Thus, in the next step, enantioselectivity of PFE was improved by directed evolution. Mutant libraries were created by error-prone PCR and by using the mutator strain. An extremely accurate determination of the enantioselectivity was achieved by using resorufin esters of (R)- or (S)-3-phenylbutyric acid, which allowed measurement of fluorescence in microtiter plates avoiding problems with interfering compounds present in the culture medium [53]. This led to the identification of variants, which exhibited enantioselectivities of E=5.2–6.6 after a single round of mutation compared to an E of 3.5 for the wild-type enzyme. A further increase in enantioselectivity up to E=12 was achieved by saturation mutagenesis at all three positions identified for the first-generation mutants (E. Henke and U.T. Bornscheuer, unpublished). However, combinations of the best variants by site-directed mutagenesis gave no further improvement (Figs. 2 and 3). It should be noted, that apparent E values (Eapp) determined in microtiter plates were quite close to Etrue values, which have been determined by gas chromatographic analysis of samples from resolutions of racemic mixtures of the corresponding ethylesters of 3-phenylbutyric acids. Here, competition between the two enantiomers is also included, whereas the microtiter plate-assay delivers only apparent Eapp values.

image

Figure 3. Mutants obtained by directed evolution and saturation mutagenesis showing enhanced enantioselectivity in the resolution of 3-phenylbutyric acid derivatives. MTP: E values (Eapp) determined in microtiter plates using the corresponding (R)- and (S)-resorufin ester [53]; GC: E values (Etrue) calculated according to literature [56] from data determined by gas chromatographic analysis on a chiral column from samples obtained after esterase-catalyzed hydrolysis of (R,S)-3-phenyl butyric acid ethylester [50].

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Significantly higher increases in enantioselectivity were achieved for the resolution of methyl 3-bromo-2-methylpropionate (Fig. 2). Using a homology model of PFE, Trp29 and Phe199 were identified as positions for random mutagenesis. Libraries were then screened using Quick E [54], which is based on hydrolysis of optically pure (R)- or (S)-enantiomers in separate wells of microtiter plates in the presence of suitable pH indicators. The ratio of reaction rates for each enantiomer then yields Eapp. Thus, mutant Trp29Leu was identified, which exhibited an E=90 compared to E=12 for wild-type PFE. This is, so far, the highest selectivity ever achieved by directed evolution techniques (U.T. Bornscheuer and R.J. Kazlauskas, unpublished), which now allows the synthesis of optically pure substrate and product of this compound.

4.3Improvement of process stability and activity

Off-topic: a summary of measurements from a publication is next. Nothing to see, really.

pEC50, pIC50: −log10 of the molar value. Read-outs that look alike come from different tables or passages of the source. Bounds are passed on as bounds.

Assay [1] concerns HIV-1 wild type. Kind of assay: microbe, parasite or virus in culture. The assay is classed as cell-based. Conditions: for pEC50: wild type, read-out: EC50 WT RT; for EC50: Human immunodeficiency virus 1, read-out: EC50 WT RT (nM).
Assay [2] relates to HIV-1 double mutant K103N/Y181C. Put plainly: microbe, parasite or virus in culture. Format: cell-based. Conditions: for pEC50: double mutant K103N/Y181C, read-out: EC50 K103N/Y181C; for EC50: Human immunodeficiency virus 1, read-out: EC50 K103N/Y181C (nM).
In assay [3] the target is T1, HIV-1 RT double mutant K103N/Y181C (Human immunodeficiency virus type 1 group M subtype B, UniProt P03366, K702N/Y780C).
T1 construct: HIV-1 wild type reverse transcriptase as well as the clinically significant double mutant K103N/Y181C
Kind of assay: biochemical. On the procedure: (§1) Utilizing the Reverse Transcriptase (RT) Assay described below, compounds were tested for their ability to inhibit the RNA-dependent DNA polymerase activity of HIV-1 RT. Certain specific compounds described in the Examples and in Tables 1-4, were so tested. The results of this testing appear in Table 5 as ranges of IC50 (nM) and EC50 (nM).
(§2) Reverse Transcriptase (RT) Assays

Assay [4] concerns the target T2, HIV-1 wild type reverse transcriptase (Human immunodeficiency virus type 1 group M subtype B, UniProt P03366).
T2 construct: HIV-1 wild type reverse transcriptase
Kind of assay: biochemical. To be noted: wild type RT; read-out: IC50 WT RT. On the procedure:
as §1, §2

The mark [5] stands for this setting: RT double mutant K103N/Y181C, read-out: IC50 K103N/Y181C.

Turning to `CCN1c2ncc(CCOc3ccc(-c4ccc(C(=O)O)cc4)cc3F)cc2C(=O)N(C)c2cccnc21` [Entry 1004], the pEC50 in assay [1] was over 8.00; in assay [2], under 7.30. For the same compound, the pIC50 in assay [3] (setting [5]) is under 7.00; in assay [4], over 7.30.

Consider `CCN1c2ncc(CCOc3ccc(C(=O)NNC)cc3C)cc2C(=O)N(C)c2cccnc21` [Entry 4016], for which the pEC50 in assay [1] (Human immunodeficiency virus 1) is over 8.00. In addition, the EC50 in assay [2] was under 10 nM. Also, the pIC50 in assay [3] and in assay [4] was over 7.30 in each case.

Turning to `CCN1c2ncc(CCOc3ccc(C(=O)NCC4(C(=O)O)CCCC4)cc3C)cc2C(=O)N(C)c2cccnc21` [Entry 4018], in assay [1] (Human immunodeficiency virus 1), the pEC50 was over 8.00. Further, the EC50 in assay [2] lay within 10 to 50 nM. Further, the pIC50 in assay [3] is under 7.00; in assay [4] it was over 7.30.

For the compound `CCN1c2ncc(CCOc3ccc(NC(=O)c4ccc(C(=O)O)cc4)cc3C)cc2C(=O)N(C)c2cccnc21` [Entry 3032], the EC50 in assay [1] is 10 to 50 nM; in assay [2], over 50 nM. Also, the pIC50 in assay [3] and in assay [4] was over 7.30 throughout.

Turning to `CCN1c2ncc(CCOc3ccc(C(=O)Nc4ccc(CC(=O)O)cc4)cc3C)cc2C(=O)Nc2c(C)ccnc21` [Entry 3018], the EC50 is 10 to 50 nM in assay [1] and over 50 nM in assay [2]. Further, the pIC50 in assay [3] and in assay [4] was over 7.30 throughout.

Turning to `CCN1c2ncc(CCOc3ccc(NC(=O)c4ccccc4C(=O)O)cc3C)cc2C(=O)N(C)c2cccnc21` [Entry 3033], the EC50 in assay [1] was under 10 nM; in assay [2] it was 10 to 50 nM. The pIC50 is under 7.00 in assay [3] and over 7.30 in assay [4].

Even if an enzyme with the desired substrate specificity and enantioselectivity is identified, its efficient application in an industrial process is often hampered by unsatisfactory process performance and stability. Directed evolution was successfully used to improve the stability and activity of an esterase from B. subtilis, which selectively cleaves the p-nitrobenzyl ester of Loracarbef, a cephalosporin antibiotic (see Section 3.2). Unfortunately, the wild-type enzyme was only weakly active in the presence of dimethylformamide (DMF), which must be added to dissolve the substrate. A combination of error-prone PCR and DNA-shuffling led to the generation of a variant with 150 times higher activity compared to the wild-type in 15% DMF [17,42]. Moreover, directed evolution also gave an increase in the thermostability of this esterase by ∼14°C, thus making it more versatile in application [55].

5Concluding remarks

  1. Top of page
  2. Abstract
  3. 1Introduction
  4. 2Classification
  5. 3Application in biocatalysis
  6. 4Directed evolution of microbial esterases
  7. 5Concluding remarks
  8. Acknowledgments
  9. References

It was shown in this review, that a significant number of microbial carboxyl esterases has been discovered so far and many of them have been overexpressed, enabling, in principle, production on a commercial scale. Moreover, our knowledge of their evolutionary relationships and the recent discovery of different consensus sequence motifs added considerably to our understanding of their functions. The large diversity of reactions and substrates handled by esterases in nature is still poorly explored. In part, this is caused by their limited commercial availability and the extensive use of many lipases in biocatalysis. These ‘competing’ existing enzymes often show higher enantioselectivity, stability in organic solvents and a broader substrate specificity than the esterases. However, modern methods of enzyme engineering – especially directed evolution – will certainly provide suitable carboxyl esterase variants with increased use in organic synthesis and other areas of application in the near future. The few examples of successfully evolved carboxyl esterases already show that this goal is indeed achievable.

Acknowledgments

  1. Top of page
  2. Abstract
  3. 1Introduction
  4. 2Classification
  5. 3Application in biocatalysis
  6. 4Directed evolution of microbial esterases
  7. 5Concluding remarks
  8. Acknowledgments
  9. References

I am especially grateful to Prof. Romas Kazlauskas (McGill University, Montreal, QC, Canada) and Dr. Erik Henke (Greifswald University, Greifswald, Germany) for their support.

References

  1. Top of page
  2. Abstract
  3. 1Introduction
  4. 2Classification
  5. 3Application in biocatalysis
  6. 4Directed evolution of microbial esterases
  7. 5Concluding remarks
  8. Acknowledgments
  9. References